The exoneration of butter

Cultured butter from Ladismith Cheese was crowned SA’s 2011 Dairy Product of the Year two months ago – if anything, this development exemplifies the foodie trend exonerating this most delicious of fats. Here’s what the influential Hartman Group in the US has to say about butter…

“We’re happy to announce that butter is no longer a dietary villain. A poster ingredient for all of campaigns to eat real food that have been popping up around the US lately, butter is becoming increasingly accepted by the mainstream. Consumers note that they are returning to butter, shunning margarine spreads and using it alongside olive oil (always, as they say, in moderation).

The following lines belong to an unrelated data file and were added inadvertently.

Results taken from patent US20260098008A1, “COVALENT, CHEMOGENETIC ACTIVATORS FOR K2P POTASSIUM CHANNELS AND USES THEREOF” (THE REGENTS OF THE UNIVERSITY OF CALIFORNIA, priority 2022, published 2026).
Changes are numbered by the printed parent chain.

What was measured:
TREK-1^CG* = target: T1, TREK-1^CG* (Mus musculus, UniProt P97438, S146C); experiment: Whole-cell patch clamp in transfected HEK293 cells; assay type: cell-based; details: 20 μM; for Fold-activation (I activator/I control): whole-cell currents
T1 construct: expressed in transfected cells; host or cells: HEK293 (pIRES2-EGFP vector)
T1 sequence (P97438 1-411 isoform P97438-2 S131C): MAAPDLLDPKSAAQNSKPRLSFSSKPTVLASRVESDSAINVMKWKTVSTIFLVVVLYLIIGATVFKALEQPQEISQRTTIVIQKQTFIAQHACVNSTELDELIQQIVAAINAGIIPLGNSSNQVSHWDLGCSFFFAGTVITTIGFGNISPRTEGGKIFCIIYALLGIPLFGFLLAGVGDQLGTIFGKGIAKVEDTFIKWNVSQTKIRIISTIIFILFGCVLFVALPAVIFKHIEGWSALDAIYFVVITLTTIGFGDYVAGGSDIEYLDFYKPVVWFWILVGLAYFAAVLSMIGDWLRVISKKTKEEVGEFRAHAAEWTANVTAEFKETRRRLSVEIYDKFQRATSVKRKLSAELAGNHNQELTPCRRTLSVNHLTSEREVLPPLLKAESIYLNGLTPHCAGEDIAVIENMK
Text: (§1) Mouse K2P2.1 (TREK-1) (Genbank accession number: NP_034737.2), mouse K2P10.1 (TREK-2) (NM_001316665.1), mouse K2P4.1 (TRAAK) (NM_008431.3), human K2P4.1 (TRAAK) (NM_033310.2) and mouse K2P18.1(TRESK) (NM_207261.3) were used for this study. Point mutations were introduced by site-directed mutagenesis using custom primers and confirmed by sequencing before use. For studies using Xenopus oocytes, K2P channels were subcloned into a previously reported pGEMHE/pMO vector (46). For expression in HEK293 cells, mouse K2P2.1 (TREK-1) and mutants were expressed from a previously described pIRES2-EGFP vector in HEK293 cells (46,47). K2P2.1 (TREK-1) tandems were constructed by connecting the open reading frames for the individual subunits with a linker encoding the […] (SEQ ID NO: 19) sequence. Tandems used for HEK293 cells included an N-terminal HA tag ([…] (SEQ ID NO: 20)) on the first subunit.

“While many of these popular butters are super premium, even private-label sales have been growing in the last few years.

“Real butter is gaining ground from the culinary community and, more interestingly, from a health and wellness perspective. Forward-leaning health and wellness consumers have been singing the praises of real butter for the last few years, particularly pasture or grass-fed butters that often provide higher levels of antioxidants, CLA (conjugated linoleic acid), and largely coveted Omega-3 fatty acids.

“As butter is fast becoming a staple in the movement towards real food, there is potential for great pay off in creating a more distinctive food product in the eye of the consumer, particularly if the type of butter is called out, such as cultured European-style or pastured butter. Even a narrative about the dairy farmer or breed of cow that produced the butter is a quality cue.

“Consumers are increasingly looking to butter as an indulgent yet higher-quality fat that may even promote health in moderation.”

Source: The Hartman Group